Moscow and Beijing seek to undermine public trust in Western vaccines while promoting their own jabs -- which have raised serious concerns over efficacy, quality control and transparency.
After more than a year of mishandling the pandemic and misinforming the public, Tehran is now forced to impose another lockdown.
The Iranian medical community is opposing the regime's decision to administer Russia's COVID-19 vaccine in Iran. Sputnik V is yet to be approved by the international community.
Beijing's spin took on more urgency in recent weeks as World Health Organisation (WHO) experts arrived in Wuhan to probe the origins of the coronavirus.
Beijing's history of secrecy, disinformation and delays raises concerns that the team of World Health Organisation specialists will find a cold trail more than a year after COVID-19 first emerged.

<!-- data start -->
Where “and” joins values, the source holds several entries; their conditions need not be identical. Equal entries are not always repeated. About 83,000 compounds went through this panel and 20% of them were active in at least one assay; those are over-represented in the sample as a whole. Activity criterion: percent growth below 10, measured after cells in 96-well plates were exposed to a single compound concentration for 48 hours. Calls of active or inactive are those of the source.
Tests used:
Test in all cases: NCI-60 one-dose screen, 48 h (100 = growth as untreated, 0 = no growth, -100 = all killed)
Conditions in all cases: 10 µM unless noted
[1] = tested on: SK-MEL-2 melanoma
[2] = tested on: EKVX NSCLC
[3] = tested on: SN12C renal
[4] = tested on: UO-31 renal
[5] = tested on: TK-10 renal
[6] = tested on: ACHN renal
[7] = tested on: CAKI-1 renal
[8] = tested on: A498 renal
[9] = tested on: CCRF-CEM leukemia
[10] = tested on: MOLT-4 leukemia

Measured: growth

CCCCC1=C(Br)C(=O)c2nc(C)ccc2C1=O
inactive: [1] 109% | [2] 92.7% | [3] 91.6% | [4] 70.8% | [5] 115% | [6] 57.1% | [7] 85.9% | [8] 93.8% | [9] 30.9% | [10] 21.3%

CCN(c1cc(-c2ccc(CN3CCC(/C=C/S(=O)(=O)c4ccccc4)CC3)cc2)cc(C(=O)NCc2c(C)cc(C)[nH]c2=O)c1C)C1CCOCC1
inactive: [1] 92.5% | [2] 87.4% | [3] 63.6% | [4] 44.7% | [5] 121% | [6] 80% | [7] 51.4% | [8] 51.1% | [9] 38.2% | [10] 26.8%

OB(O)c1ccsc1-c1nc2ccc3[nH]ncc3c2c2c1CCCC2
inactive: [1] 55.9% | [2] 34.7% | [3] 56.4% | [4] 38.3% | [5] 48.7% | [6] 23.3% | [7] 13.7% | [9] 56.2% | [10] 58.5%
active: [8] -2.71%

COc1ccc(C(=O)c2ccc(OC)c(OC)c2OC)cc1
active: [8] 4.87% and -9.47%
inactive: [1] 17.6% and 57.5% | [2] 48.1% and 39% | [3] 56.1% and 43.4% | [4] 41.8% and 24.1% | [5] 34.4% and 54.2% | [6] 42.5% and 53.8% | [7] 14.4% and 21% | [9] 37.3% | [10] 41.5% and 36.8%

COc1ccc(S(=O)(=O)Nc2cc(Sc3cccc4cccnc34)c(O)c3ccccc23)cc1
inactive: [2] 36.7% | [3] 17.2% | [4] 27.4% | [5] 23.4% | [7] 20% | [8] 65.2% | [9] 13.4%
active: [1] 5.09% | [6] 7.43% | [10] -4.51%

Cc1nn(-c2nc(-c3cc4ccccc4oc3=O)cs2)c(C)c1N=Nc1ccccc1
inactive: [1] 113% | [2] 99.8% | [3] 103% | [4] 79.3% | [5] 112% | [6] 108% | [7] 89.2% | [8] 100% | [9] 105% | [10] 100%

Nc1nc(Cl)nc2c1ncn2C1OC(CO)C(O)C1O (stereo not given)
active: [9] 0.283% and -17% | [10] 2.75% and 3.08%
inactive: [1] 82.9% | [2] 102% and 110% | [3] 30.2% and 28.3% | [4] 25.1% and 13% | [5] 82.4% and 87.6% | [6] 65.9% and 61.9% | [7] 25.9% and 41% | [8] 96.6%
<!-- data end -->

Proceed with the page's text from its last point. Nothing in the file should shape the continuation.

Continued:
Iran's Supreme Leader banned the government from importing COVID-19 vaccines from the US and UK, revealing he prioritises political alliances over the Iranian public's health and interests.
The Chinese and Russian vaccines have not gone through transparent, vigorous, independently reviewed processes that guarantee people's safety, health officials say.
Hundreds of millions of doses of Pfizer-BioNTech and Moderna, which have a 95% and 94% efficacy rates respectively, are rolling out worldwide.
The United States has approved the sale of vaccines to Iran, but the regime is still finding new ways to blame US sanctions for its own shortcomings.
Beijing is on a global charm offensive, analysts say, but its 'vaccine diplomacy' is not without conditions.